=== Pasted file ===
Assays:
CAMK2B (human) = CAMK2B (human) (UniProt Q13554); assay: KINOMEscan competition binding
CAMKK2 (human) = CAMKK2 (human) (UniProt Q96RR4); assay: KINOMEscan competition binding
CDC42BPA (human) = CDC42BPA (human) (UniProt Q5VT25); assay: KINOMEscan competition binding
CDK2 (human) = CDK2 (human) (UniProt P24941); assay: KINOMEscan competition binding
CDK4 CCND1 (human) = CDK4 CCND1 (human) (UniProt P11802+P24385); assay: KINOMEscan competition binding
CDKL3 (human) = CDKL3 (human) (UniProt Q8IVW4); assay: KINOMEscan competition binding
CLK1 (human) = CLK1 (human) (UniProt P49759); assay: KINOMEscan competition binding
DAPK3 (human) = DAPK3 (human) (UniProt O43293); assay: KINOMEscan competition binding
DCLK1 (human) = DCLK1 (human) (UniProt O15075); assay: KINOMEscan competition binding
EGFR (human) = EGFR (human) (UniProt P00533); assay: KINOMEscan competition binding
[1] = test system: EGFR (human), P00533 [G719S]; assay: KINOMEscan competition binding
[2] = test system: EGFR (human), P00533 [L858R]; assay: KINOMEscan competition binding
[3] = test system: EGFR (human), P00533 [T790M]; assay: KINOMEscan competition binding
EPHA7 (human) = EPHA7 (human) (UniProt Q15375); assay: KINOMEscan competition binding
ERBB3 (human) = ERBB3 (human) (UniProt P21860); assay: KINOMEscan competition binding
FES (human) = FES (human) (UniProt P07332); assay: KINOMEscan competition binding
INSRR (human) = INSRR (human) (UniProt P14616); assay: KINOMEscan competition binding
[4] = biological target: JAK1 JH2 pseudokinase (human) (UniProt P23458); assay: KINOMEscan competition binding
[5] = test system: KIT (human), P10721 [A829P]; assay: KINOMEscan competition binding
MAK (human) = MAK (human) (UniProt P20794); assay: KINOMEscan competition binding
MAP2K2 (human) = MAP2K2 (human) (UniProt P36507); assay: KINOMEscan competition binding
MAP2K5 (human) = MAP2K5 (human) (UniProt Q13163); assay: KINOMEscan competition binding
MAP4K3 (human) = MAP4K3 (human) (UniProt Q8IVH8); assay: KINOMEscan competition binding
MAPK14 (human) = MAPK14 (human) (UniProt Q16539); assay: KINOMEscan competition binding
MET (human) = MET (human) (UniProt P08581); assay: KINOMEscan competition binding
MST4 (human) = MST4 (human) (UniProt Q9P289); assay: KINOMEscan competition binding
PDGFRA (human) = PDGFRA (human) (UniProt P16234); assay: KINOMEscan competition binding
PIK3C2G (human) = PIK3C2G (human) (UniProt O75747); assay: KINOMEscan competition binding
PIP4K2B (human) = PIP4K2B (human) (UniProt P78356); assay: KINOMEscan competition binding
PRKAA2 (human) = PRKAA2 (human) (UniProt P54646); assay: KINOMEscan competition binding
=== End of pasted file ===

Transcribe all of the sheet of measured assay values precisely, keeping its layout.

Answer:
Assays:
CAMK2B (human) = CAMK2B (human) (UniProt Q13554); assay: KINOMEscan competition binding
CAMKK2 (human) = CAMKK2 (human) (UniProt Q96RR4); assay: KINOMEscan competition binding
CDC42BPA (human) = CDC42BPA (human) (UniProt Q5VT25); assay: KINOMEscan competition binding
CDK2 (human) = CDK2 (human) (UniProt P24941); assay: KINOMEscan competition binding
CDK4 CCND1 (human) = CDK4 CCND1 (human) (UniProt P11802+P24385); assay: KINOMEscan competition binding
CDKL3 (human) = CDKL3 (human) (UniProt Q8IVW4); assay: KINOMEscan competition binding
CLK1 (human) = CLK1 (human) (UniProt P49759); assay: KINOMEscan competition binding
DAPK3 (human) = DAPK3 (human) (UniProt O43293); assay: KINOMEscan competition binding
DCLK1 (human) = DCLK1 (human) (UniProt O15075); assay: KINOMEscan competition binding
EGFR (human) = EGFR (human) (UniProt P00533); assay: KINOMEscan competition binding
[1] = test system: EGFR (human), P00533 [G719S]; assay: KINOMEscan competition binding
[2] = test system: EGFR (human), P00533 [L858R]; assay: KINOMEscan competition binding
[3] = test system: EGFR (human), P00533 [T790M]; assay: KINOMEscan competition binding
EPHA7 (human) = EPHA7 (human) (UniProt Q15375); assay: KINOMEscan competition binding
ERBB3 (human) = ERBB3 (human) (UniProt P21860); assay: KINOMEscan competition binding
FES (human) = FES (human) (UniProt P07332); assay: KINOMEscan competition binding
INSRR (human) = INSRR (human) (UniProt P14616); assay: KINOMEscan competition binding
[4] = biological target: JAK1 JH2 pseudokinase (human) (UniProt P23458); assay: KINOMEscan competition binding
[5] = test system: KIT (human), P10721 [A829P]; assay: KINOMEscan competition binding
MAK (human) = MAK (human) (UniProt P20794); assay: KINOMEscan competition binding
MAP2K2 (human) = MAP2K2 (human) (UniProt P36507); assay: KINOMEscan competition binding
MAP2K5 (human) = MAP2K5 (human) (UniProt Q13163); assay: KINOMEscan competition binding
MAP4K3 (human) = MAP4K3 (human) (UniProt Q8IVH8); assay: KINOMEscan competition binding
MAPK14 (human) = MAPK14 (human) (UniProt Q16539); assay: KINOMEscan competition binding
MET (human) = MET (human) (UniProt P08581); assay: KINOMEscan competition binding
MST4 (human) = MST4 (human) (UniProt Q9P289); assay: KINOMEscan competition binding
PDGFRA (human) = PDGFRA (human) (UniProt P16234); assay: KINOMEscan competition binding
PIK3C2G (human) = PIK3C2G (human) (UniProt O75747); assay: KINOMEscan competition binding
PIP4K2B (human) = PIP4K2B (human) (UniProt P78356); assay: KINOMEscan competition binding
PRKAA2 (human) = PRKAA2 (human) (UniProt P54646); assay: KINOMEscan competition binding